The Doha mediation talks came after marathon negotiations in an Arab-mediated bid to end a political crisis that erupted into deadly street battles earlier this month.

Sheikh Hamad bin Khalifa Al Thani, the Qatari emir, was at the Sheraton hotel in the early hours on Wednesday, working with the rival Lebanese groups on the final wording of the declaration.

Terms and conditions

According to Marwan Hamadeh, the Lebanese telecommunications minister, the opposition would get 11 seats in the cabinet, while 16 seats would go to the parliament majority, and the remaining three would be distributed by the elected president.

Previously, the opposition held six seats in the cabinet.

Hamadeh also said the new election law was satisfactory to both sides.

The deal is considered a victory for the opposition, which gained both its demands - veto power in a new national unity government, and an electoral law that divides Lebanon into smaller-sized districts, allowing for better representation of the country's various factions.

However, Mohammed Raad, Hezbollah's chief negotiator, downplayed the opposition's gain, saying "neither side got all it demanded, but [the agreement] is a good balance between all parties' demands".

Fouad Siniora, the prime minister, said: "We should renounce resorting to violence as a means to settling our political disputes."

"Our diversity is what Lebanon is known for. We should not use this diversity as a tool for division."

Siniora also said that the Arab league now has the task of "mending Syrian-Lebanese relations".

Saad al-Hariri, the parliament majority leader, said he and his supporters "made this agreement, although we are deeply wounded".

"This opens a new page for Lebanon," he said.

The Qatar-hosted talks followed an Arab-mediated deal that brought an end to a week of fighting, prompted by government moves to ban Hezbollah's private communications network and sack the security chief at Beirut airport, who was alleged to have ties to Hezbollah.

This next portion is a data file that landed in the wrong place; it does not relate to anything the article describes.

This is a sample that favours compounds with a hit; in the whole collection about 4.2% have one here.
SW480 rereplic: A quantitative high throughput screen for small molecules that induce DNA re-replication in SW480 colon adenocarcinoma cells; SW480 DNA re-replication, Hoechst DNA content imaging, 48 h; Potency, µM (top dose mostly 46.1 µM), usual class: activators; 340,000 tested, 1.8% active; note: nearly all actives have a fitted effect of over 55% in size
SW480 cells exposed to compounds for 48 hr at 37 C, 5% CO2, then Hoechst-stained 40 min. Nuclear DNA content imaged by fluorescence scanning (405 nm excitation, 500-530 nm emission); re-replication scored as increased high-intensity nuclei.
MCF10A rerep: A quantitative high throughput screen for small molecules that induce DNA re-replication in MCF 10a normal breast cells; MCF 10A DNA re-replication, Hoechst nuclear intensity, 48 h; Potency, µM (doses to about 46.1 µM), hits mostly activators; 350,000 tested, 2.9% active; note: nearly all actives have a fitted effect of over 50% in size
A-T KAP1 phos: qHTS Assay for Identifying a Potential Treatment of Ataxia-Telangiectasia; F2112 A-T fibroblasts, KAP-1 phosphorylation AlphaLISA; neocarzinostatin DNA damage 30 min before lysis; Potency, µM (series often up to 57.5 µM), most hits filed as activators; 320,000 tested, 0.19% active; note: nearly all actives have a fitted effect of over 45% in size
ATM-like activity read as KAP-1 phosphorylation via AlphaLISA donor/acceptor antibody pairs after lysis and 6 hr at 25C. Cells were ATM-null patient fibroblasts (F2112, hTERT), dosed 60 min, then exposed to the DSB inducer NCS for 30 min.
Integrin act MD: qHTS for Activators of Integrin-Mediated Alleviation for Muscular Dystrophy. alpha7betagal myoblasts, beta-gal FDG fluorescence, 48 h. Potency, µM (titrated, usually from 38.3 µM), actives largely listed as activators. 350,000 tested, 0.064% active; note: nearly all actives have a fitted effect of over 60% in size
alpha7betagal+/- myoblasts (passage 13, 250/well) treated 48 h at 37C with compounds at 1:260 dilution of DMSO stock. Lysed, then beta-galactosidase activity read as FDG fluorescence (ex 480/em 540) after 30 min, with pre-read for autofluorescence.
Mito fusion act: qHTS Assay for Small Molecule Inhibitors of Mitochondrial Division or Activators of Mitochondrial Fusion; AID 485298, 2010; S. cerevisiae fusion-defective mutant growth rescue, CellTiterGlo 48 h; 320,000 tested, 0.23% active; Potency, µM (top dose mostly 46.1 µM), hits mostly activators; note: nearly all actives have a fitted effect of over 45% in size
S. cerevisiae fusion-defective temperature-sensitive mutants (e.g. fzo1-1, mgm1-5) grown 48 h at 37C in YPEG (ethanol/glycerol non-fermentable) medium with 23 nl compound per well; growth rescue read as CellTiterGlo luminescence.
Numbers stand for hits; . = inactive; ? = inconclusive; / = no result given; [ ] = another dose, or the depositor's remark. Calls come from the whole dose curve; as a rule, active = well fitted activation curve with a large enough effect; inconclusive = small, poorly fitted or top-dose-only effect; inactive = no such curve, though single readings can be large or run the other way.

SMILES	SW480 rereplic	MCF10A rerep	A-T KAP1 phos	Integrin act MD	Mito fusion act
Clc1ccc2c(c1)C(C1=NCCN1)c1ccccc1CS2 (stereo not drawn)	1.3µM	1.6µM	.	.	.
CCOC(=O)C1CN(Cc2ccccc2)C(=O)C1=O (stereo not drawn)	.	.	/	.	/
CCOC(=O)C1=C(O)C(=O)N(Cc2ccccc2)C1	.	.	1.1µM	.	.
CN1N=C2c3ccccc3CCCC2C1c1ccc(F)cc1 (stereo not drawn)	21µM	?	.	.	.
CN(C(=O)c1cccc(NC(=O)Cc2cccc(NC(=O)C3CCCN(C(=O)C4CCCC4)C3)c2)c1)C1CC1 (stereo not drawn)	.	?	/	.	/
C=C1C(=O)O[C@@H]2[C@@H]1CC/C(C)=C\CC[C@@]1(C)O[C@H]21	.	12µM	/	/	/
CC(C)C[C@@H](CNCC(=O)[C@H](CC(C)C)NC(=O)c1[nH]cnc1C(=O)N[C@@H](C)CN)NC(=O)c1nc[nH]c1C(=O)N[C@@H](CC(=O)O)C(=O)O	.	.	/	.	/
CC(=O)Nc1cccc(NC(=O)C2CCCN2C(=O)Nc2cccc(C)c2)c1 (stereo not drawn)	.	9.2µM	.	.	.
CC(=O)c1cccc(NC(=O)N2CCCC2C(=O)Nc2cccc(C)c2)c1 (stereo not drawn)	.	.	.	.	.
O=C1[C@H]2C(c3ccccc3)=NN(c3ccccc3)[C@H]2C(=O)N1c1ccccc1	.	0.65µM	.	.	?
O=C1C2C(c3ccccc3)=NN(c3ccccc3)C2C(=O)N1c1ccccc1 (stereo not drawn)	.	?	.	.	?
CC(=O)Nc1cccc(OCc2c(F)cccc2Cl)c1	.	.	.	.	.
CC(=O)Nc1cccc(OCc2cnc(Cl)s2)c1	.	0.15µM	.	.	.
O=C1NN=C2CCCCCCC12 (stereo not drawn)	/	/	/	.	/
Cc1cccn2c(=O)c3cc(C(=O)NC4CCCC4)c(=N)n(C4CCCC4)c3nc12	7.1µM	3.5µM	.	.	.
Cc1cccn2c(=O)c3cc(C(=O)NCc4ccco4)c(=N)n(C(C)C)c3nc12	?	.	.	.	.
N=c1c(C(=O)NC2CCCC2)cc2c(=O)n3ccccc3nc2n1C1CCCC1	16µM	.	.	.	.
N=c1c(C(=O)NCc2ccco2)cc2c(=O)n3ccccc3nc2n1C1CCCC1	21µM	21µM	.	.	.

Sit-in 'over'

Nabih Berri, Lebanon's parliament speaker and opposition stalwart,  announced an immediate lifting of an 18-month-old sit-in by the opposition in Beirut, the Lebanese capital.

The tent city were part of protests calling
for the resignation of Fouad Siniora [AFP]
 
The protest began on December 1, 2006 when the opposition set up a sprawling tent city on streets leading to the offices of Fouad Siniora, the prime minister, in a bid to force him to step down.
 
Within an hour, trucks started clearing the tent city, which paralysed the commercial heart of Beirut for more than a year.

Large parts of the city centre were transformed into a ghost town as a result of the tent city forcing dozens of restaurants and businesses to shut down.

Berri said: "In the name of the opposition, I call for the end to the sit-in, in downtown Beirut."

"This is the start of a good era, and it has started here in Qatar."

Al Jazeera's Zeina Khodr, in the Lebanese capital, said that a sense of relief had overcome those hoping to an end to the sit-in in Beirut.

Sceptical public

She said: "Projects that have been delayed can now be expected to move forward, and shop owners feel that they can get their businesses back on track."


Al Jazeera's James Bays, also reporting from Beirut, said that many Lebanese residents remain sceptical of the deal.

"Many of the people here want to know the full details of this agreement. They will also express their opnions once they know just what this agreement entails."

"However, others also think that while a deal may have been reached in Doha, these politicians will start bickering over another issue once they get back."

Source: Al Jazeera and agencies